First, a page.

Local view for "http://purl.org/linkedpolitics/eu/plenary/2004-05-05-Speech-3-016"

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"Mr President, on behalf of the European Liberal Democrat and Reform Group I congratulate the President of the Commission on assembling a talented team of new Commissioners from the ten new Member States, France and Spain. We welcome the political balance that is found among the ten, as well as the presence of three women. My Group will be giving its support to the enlarged Commission when we vote at noon today. The European Union needs a strong, legitimate and accountable Commission, capable of providing political vision and leadership. Our leaders must reflect this in the Constitutional Treaty and in their nominations for the next Commission President – but we cannot have a strong Commission until this House takes more seriously its role as the third branch of European government. Once in every five years this Parliament is the Union's personnel officer. We are there to take the proper measure of those appointed to the Commission or its presidency. To date our hearings of Commissioners have been handicapped by too much partisanship and too little sustained, in-depth questioning. So all of the Commissioners nominated in November can expect tough questioning from MEPs of the political centre, the kind of questioning that was too little in evidence at last month's hearings. This Commission is the first for a new enlarged Europe and the imperative for Liberals in this House is to ensure that it is effective, committed and competent. It is also important that we restate and establish once and for all the long-standing principle of individual responsibility of Commissioners to Parliament for their policies and their departments. It is inevitable that the work of this Commission will bind that of the next, just as the work of this Parliament will not be undone on 14 June. Like any executive, the Commission aims to provide continuity in the management of Europe's business. Much of this business has political import, yet there should be no suggestion that business cannot be done simply because the Commission is approaching the end of its term. That argument not only impugns the professionalism of the Commission and its officials, but it parades a tenuous grasp of the European agenda. The Commission's mandate is for the running of the European Union and yet there seem to be some in this House who would have it closed down for the summer. Do they not envisage that the settlement of the European Union's budget for the next seven years or the question of Turkish membership might make some demands on the Commission's attention between now and November? To close down the Commission's right of initiative at this point would not only be wildly impractical, it would be downright irresponsible. Let us read between the lines here. My Group will not be party to efforts to paint the Prodi Commission as a lame duck. Nor will we be a part of attempts to manufacture that lameness now by restraining the Commission's powers. European Commissioners are bound to leave their politics at the water's edge. This House should show a similar maturity. The treaties require a degree of impartiality from Commissioners that would be difficult to counterfeit and that is why, for all their posturing, the critics of Mr Prodi have yet to provide any evidence that his other interests have negatively affected his work in Brussels. European Liberal Democrats and Reformers in this House have had their share of criticism of some of the Commission's policies but we have always recognised its individual talents and its collective commitment. This week we need only think of the extraordinary work of Commissioner Verheugen in helping secure a successful European enlargement. The new Commission will begin its term with one thing in its favour. Many familiar faces are likely to be there again in November. This continuity can and should be an asset. Likewise the Commission must have the necessary latitude over the next five months to prepare the ground and to maintain the momentum necessary to make it a success. Indeed, to insist on anything else – especially just to pay party political dues – is risible."@en1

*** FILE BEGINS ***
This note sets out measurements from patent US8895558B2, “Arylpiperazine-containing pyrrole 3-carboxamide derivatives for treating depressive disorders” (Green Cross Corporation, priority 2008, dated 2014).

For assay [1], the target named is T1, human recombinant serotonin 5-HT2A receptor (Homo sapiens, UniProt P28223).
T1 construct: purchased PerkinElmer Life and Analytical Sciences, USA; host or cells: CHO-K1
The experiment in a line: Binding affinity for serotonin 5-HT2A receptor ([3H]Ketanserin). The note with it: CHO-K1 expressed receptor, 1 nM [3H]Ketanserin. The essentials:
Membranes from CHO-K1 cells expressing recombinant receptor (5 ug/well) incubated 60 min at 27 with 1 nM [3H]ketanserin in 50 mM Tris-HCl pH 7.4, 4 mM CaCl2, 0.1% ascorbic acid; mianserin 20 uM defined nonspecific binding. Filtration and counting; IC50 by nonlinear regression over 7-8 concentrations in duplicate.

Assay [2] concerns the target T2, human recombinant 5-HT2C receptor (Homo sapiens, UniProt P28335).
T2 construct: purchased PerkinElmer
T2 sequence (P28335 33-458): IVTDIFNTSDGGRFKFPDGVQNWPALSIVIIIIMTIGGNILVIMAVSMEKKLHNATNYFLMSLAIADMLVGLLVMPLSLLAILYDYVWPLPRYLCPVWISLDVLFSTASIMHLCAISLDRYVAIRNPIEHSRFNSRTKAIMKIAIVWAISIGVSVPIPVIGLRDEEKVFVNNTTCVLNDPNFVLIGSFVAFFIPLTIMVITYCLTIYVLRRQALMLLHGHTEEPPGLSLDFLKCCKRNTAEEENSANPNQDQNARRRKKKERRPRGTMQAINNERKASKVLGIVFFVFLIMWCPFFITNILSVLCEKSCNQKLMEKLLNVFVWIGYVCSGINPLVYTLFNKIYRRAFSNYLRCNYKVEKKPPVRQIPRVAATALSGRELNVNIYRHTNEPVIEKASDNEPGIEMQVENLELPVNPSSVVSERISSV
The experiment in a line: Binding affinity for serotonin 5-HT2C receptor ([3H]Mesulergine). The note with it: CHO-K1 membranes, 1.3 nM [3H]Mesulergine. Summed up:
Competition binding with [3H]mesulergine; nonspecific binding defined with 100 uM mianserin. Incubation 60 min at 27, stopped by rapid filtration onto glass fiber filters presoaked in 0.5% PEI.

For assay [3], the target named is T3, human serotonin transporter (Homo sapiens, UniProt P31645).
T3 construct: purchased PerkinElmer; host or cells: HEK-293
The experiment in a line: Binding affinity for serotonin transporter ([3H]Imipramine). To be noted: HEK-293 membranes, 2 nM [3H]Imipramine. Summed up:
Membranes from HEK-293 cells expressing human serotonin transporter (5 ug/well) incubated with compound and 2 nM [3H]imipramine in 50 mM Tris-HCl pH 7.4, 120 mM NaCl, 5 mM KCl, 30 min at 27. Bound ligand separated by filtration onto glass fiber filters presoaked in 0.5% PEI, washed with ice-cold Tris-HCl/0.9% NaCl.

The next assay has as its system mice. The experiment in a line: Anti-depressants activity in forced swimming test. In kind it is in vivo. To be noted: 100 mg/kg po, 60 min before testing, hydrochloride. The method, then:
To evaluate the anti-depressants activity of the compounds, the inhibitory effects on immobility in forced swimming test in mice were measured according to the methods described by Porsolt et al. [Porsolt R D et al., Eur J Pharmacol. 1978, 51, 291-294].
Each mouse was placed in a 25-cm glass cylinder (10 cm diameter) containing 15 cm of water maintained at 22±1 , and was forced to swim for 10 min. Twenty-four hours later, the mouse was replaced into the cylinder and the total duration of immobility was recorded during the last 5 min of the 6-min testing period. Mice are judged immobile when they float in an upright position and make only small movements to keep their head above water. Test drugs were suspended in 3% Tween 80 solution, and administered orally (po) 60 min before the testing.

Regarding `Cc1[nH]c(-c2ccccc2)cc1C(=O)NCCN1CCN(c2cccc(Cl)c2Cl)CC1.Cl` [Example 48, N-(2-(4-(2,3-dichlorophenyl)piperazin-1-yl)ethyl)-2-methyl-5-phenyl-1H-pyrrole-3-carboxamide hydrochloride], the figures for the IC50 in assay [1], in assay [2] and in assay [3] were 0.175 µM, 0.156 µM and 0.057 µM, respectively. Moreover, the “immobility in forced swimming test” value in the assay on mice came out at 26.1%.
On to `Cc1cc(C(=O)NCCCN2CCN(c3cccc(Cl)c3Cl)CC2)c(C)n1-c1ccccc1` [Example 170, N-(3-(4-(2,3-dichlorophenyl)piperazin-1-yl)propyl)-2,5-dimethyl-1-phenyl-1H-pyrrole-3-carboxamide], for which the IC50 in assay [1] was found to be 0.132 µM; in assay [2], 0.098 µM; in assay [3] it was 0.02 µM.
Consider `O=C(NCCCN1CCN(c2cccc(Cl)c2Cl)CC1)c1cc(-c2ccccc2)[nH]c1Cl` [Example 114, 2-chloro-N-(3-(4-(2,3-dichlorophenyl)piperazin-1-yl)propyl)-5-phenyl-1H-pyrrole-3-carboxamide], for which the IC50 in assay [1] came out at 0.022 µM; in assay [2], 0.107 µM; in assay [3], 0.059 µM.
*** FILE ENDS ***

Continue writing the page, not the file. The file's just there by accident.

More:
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"Liebe deutsche Freunde, das müsst ihr ernst nehmen!"1

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